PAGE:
Jan 25, 2012
There has been a scraping sound in Wenatchee for about a week. It's the sound of snow shovels. Finally, the snow is here. And there isn't just a little of it. Out of the blue*, a storm moved in, just as we were getting used to a snowless Winter. It took us all by surprise*, and it has had its usual impact on everything. Our lives have adjusted by becoming slower. You can't rush around if you are walking or driving on snow and ice. You can't afford* to be a little late, because by the time you get to where you planned on going, you will be very, very late. One of my kids told me yesterday, that one of her classmates was late for school because her front and back doors were frozen shut! There are inconveniences everywhere, and you just have to get used to them. On my way to the grocery store, there was a hold up* in the traffic. One car had slid into the snow bank that was in the middle of the road. It was stuck, and sticking out*, right in the way of the traffic. People were looking out of their windows, honking their horns, and generally looking impatient. Finally, a hero turned up to rescue the stranded person. It was a policeman. He walked slowly over to the stranded driver who was desperately spinning his wheels, assessed the situation*, got back in his car, and literally pushed the car out of the way with his police car. It worked; problem solved. One thing about living in this area is that you become more flexible in the Winter. I think you become more understanding. Everyone has things to do; we are all in a hurry, but there is a white obstacle out there, in the streets and driveways, that slows us all down, and sometimes causes accidents. So what does all of this mean? It means we have to be more thoughtful. One of our neighbor's boys cleared the snow from my friend's driveway because she's in her late seventies, and lives alone. You'll often see people snow blow their own driveways and walkways, and then continue on to the neighbor's. I'll be going over to my mother's house today to clear her walkway while she's at work because she's terrified of slipping and falling. To avoid an accident, she wears attachable*, rubber crampons, believe it or not. They keep her stable and safe. Whoever sells those should be making some good money this time of year.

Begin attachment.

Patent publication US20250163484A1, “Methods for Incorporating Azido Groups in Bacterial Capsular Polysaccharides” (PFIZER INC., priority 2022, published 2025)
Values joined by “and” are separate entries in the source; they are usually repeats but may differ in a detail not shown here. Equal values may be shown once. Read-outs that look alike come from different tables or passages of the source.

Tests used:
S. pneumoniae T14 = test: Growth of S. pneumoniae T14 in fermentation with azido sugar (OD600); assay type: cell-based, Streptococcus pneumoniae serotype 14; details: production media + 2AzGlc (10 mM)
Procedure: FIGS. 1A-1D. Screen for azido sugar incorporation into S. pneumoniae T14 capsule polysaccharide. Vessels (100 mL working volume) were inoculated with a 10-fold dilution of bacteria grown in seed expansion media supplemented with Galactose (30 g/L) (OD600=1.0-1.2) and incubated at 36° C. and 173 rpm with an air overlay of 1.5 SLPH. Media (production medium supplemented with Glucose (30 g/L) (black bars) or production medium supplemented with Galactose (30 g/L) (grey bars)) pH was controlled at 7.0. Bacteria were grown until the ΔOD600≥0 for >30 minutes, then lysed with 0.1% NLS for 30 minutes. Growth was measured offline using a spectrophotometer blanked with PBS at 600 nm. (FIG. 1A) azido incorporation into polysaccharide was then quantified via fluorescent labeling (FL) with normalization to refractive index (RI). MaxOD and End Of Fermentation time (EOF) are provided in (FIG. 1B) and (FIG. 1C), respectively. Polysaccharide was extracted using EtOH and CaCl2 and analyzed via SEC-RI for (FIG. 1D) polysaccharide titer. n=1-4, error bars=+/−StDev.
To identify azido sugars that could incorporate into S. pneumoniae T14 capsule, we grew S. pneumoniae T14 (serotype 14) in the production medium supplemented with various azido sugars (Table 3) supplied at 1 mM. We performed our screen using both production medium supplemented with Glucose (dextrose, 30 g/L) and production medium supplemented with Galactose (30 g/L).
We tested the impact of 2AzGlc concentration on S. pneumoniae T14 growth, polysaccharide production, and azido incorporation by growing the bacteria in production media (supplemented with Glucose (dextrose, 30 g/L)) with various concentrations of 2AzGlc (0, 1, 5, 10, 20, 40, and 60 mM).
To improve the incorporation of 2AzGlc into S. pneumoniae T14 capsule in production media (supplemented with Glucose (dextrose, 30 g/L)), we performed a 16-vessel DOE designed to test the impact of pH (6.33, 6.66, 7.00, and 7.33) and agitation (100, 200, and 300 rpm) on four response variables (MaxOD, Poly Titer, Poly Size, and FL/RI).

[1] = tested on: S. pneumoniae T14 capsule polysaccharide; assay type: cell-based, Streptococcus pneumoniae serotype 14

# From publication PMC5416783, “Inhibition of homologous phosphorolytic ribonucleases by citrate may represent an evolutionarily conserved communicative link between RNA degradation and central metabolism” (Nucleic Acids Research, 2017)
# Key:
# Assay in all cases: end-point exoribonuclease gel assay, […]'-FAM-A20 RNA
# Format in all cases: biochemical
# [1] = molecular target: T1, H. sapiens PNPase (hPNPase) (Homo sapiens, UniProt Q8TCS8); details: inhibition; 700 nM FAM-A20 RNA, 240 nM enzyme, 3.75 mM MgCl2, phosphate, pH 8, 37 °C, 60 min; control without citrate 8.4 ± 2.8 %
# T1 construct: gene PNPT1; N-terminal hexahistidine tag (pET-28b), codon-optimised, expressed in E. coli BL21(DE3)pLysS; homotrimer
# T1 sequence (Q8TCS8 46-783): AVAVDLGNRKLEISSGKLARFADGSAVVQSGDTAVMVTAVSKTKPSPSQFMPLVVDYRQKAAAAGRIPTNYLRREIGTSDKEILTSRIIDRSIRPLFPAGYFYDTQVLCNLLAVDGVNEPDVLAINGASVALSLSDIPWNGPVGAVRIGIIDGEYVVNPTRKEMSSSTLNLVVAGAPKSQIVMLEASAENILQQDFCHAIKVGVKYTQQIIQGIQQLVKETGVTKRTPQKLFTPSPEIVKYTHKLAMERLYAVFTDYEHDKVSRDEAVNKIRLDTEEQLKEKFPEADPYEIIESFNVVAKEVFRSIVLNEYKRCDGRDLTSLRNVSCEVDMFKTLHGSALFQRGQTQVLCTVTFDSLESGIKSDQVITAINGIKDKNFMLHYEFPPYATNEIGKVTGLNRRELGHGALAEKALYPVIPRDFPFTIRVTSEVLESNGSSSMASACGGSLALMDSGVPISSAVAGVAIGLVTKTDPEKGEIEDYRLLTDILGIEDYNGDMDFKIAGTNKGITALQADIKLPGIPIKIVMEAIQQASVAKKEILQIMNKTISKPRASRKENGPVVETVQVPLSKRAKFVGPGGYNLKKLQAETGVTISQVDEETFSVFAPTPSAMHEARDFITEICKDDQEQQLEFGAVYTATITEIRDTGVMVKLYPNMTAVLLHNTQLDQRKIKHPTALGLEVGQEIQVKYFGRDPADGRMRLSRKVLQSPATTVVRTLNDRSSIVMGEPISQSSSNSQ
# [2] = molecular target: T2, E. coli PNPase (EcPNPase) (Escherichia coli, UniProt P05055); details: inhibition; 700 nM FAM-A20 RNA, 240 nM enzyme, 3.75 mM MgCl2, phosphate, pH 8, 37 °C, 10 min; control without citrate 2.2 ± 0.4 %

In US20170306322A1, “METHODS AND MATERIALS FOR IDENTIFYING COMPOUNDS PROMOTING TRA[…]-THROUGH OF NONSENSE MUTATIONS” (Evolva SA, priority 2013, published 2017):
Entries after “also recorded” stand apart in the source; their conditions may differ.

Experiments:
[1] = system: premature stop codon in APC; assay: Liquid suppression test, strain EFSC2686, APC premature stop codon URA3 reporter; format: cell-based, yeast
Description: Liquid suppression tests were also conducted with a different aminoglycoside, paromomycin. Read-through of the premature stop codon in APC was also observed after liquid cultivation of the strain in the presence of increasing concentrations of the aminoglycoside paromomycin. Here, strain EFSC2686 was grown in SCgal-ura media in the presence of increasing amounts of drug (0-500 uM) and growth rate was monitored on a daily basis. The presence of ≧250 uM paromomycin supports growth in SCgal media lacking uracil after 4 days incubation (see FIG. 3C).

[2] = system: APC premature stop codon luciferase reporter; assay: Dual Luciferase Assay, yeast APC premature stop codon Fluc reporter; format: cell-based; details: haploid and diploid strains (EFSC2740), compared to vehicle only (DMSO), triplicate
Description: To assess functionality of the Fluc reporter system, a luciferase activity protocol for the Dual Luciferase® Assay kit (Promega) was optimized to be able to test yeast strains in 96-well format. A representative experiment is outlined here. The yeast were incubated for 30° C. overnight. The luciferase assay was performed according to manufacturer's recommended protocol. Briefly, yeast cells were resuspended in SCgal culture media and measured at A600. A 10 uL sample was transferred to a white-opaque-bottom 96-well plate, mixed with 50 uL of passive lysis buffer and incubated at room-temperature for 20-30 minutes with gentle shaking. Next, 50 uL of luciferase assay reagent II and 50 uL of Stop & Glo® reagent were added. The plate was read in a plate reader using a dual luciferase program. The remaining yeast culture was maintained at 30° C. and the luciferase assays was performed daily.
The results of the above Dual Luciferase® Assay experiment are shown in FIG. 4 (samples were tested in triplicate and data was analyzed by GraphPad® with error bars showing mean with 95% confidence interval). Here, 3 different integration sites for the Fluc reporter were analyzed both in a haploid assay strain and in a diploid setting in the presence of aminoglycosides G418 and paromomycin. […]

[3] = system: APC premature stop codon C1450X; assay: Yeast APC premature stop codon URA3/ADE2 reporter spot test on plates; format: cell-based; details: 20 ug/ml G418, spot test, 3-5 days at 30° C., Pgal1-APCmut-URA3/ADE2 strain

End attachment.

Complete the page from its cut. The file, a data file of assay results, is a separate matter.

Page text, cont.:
Related vocabulary and expressions: out of the blue, to be taken by surprise, you can't afford to, to stick out.
It was a quiet, Spring day, when, out of the blue, a noisy jet screamed through the air, right above my house.
I was in a daydream, looking at the flowers, when John came up to me and started talking. He took me completely by surprise.
You can't afford to spend your time watching television when you have an exam tomorrow.
I cut my leg on a nail that was sticking out of the step.